Log::ger::Manual::Tutorial::300_Level - Logging levels


version 0.033.000



When logging a message, you can choose from one of the several available levels:

 log_info("This is just an informational message");
 log_warn("This is a warning, you have been warned");
 log_error("This is an error!");
 log_fatal("This is a serious error!!! I can't continue"); exit;

Level signifies the importance, urgency, and/or severity of the message. One of the main ways the log messages are filtered is by level.


Log::ger comes with the following standard levels, sorted from the most important/severe to the least. The number in parentheses is the numeric representation for that level:

 fatal (10)
 error (20)
 warn (30)
 info (40)
 debug (50)
 trace (60)

Aside from the above, there are also these category aliases:

 off (0)
 warning (30)

Aliases don't get their own logging subroutines/methods (so there's no log_off or log_warning, only log_warn), but they are recognized e.g. when you feed one to Log::ger::Util::set_level().

There is no absolute set of rules on which level you should use for which purposes. The most important thing is to be consistent. Here are some links you can read:

I personally use this set of rules:

  • info|warn|error|fatal vs debug|trace

    info, warn and higher are to be shown to end users of application (non-developers) while debug and trace are meant only for developers. This means, debug and trace messages tend to be more technical and precise.

  • info only for verbose output

    info should only be shown when users specify increased verbosity, e.g. via command-line option --verbose.

  • warn

    warn is for informing that there are some abnormality but not necessarily an error.

  • error

    error is for error condition (obviously) but the program can continue.

  • fatal

    fatal is for a serious error that renders the program unable to continue.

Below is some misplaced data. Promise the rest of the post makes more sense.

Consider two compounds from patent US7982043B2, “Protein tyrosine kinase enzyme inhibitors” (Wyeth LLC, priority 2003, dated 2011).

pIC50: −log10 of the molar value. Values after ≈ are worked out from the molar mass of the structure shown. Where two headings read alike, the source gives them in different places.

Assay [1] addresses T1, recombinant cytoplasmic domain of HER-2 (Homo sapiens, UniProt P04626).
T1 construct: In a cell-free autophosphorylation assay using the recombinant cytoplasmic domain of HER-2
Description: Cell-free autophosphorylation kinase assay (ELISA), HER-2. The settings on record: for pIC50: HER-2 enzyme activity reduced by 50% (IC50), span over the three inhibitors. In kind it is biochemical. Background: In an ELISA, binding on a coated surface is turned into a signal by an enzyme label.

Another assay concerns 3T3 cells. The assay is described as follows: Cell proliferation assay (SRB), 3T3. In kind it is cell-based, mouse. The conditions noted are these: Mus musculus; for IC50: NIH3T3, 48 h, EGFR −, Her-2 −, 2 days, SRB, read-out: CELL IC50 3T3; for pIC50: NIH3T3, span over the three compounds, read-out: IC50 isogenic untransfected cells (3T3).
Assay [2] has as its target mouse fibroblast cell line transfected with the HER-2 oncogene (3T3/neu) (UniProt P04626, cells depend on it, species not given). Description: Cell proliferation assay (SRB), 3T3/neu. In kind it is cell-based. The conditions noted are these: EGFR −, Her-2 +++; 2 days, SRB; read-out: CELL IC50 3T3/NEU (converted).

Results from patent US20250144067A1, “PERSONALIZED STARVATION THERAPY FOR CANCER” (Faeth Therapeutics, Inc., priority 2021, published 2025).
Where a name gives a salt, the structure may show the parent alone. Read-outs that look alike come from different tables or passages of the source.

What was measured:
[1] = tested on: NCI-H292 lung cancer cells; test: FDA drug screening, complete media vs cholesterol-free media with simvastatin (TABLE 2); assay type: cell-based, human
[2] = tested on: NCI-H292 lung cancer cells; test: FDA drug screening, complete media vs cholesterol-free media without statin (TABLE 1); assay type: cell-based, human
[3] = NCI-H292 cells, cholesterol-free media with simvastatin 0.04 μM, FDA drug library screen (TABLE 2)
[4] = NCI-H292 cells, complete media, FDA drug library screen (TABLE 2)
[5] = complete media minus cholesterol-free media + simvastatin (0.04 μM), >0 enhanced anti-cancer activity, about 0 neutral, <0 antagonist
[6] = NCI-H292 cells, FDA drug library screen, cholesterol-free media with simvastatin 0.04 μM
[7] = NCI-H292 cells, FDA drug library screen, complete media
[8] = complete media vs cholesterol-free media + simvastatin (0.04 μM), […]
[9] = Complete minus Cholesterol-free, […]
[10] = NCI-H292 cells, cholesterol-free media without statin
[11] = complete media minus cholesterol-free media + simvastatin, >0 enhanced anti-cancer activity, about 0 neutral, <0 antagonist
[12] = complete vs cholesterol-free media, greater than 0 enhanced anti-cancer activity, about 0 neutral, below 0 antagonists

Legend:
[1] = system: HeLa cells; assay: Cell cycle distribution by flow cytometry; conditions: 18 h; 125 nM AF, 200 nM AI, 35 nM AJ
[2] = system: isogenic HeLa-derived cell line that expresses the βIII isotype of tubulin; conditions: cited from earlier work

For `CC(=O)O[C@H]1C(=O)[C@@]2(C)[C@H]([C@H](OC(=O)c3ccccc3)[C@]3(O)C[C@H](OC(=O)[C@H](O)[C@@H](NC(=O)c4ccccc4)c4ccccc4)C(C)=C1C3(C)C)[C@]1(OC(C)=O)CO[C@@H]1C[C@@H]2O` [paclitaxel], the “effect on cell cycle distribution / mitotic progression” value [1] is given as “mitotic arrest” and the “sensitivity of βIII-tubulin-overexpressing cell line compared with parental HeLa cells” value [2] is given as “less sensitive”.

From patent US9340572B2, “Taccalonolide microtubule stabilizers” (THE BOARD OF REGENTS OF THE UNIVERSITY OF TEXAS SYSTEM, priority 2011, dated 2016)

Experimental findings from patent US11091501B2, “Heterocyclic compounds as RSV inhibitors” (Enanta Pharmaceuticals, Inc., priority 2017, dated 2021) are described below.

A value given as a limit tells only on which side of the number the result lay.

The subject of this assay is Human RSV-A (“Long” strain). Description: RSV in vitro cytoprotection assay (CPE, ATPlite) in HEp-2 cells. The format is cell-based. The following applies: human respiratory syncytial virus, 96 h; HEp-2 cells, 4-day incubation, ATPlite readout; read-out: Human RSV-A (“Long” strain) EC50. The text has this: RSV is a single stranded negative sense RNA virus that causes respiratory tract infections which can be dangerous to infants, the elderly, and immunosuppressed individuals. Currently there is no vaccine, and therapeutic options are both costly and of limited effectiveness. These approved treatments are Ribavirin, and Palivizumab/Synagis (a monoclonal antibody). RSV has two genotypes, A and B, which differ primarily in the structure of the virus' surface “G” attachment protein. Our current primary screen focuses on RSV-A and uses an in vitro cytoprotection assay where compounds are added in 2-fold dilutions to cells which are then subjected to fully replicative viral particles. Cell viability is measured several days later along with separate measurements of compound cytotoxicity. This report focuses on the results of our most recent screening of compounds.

• debug vs trace

    Between debug and trace: trace is usually for dumping internal data structures or informing the flow of program execution (entering/leaving a subroutine), for everything else developer-related, use debug.


At the start of program, the level is set to warn. This means messages logged by log_info() or log_debug() by default won't be shown even after we set an output.

To change level, you can use:

 use Log::ger::Util;

 Log::ger::Util::set_level("info"); # or ...

set_level() will die if you feed it an unknown level.

Normally you will only need to do this in an application, not in modules. One piece of advice is to allow user to change the level without her having to modify the source code, for example via environment variable and/or command-line option. An application framework like Perinci::CmdLine takes care of this for you, so you don't need to do set_level manually at all.

Another module you can use for this purpose is Log::ger::Level::FromEnv. This module detects some environment variables (like LOG_LEVEL=debug, or TRACE=1) then set the logging level according to it.


A more complex program might want to customize (increase the number of) levels. Log::ger allows you to do this. Basically all you have to do is set %Log::ger::Levels, preferably before intializing logging for any package usign use Log::ger.

Some modules provide levels that mimic those in other frameworks, e.g. Log::ger::Level::Like::LogAny or other Log::ger::Level::Like::* modules.


perlancar <>


This software is copyright (c) 2020, 2019, 2018, 2017 by

This is free software; you can redistribute it and/or modify it under the same terms as the Perl 5 programming language system itself.